You have my sincerest condolences, living under stagflation is not fun.

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  • Current evidence suggests that we're dragging down the rest of the world with us. See for instance recent Economist articles on how countries that thought they were more insulated from the US economy than in the past are discovering that they are still highly exposed to the USA.

    We're just too big a part of the global economy for the global economy to ignore our implosion.
  • There's drag and then there's drag.

    We're in the middle of a short-term global credit shock, at the start of a medium-term energy and food shock, and we've still got unquantifiable environmental shocks ahead of us which will reflect at the very least in the insurance and reinsurance markets.

    With food prices for most stables linked to energy prices, the prospect of a simultaneous energy/food shock (two of the most fundamental products) means the entire world is moving in a recessionary direction anyways.

    The q
    • "But those US numbers suggest we're moving into a new more dramatic phase now, and it remains to be seen what impact that will have."

      That's the dangerous thing about numbers, once people believe them they start to become real. People are behind those numbers, and people always have an agenda or a bias, no matter how subtle.

      It is interesting to follow all of the economic speculation in the news. The one thing that seems to be missing from the equations though is that surprising adaptability that homo sap

  • Writing lots of paragraphs of less than or equal to two sentences makes it seem more analytical, doesn't it?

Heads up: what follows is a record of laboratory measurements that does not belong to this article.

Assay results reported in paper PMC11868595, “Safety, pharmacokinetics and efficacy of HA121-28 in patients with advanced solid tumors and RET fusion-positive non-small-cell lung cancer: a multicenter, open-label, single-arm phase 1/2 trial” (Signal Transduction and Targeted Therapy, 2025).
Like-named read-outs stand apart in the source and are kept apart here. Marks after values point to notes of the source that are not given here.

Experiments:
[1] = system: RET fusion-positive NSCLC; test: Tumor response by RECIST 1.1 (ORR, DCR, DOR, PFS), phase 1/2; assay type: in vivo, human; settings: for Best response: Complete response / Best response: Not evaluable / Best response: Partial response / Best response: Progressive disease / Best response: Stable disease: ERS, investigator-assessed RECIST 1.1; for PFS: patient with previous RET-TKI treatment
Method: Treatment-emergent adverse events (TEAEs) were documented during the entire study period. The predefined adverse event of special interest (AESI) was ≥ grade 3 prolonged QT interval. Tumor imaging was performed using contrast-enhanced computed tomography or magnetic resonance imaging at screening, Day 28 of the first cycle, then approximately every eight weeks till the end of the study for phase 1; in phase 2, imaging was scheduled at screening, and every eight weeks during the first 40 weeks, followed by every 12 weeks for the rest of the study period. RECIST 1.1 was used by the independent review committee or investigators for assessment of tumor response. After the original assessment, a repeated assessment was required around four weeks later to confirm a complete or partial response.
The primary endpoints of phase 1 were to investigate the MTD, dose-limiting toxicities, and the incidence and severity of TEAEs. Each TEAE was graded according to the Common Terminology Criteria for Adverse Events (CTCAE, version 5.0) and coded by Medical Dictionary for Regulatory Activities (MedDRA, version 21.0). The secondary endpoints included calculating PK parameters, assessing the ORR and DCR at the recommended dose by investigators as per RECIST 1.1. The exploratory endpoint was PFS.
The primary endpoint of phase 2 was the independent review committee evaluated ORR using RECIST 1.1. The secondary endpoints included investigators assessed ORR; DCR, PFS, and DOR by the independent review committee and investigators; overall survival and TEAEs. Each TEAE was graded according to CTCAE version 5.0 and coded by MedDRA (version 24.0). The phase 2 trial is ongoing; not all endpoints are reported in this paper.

• It certainly helps my frame my argument more cleanly...

      Also, it's probably a fallout from writing POD documentation.

  • I find the writings of By F. William Engdahl to be very informative. He has just published a new essay on the asset securitisation debacle [321gold.com] in the USA. It contains a succinct passage that brings clarity to the issue I've not seen elsewhere:

    Lending banks no longer needed to carry a mortgage loan on its books for 20-30 years as was traditional. They sold it on at a discount and used the cash to turn the next round of credit issuing.

    That meant as well that the lending bank now no longer had to worry if the l

  • There are a lot of problems, but none of them are new, and we've gotten through just as bad. Yes, I am not worried.

    The fall of the U.S. dollar is not bad. It just is. I called that, hell, last decade maybe? And it's happened about when I thought it would.

    And we were actually running a government deficit before and during the dot-com years. The budget was very briefly in surplus during the best of those years, but our unfunded liabilities, especially medicare and social security and debt interest, conti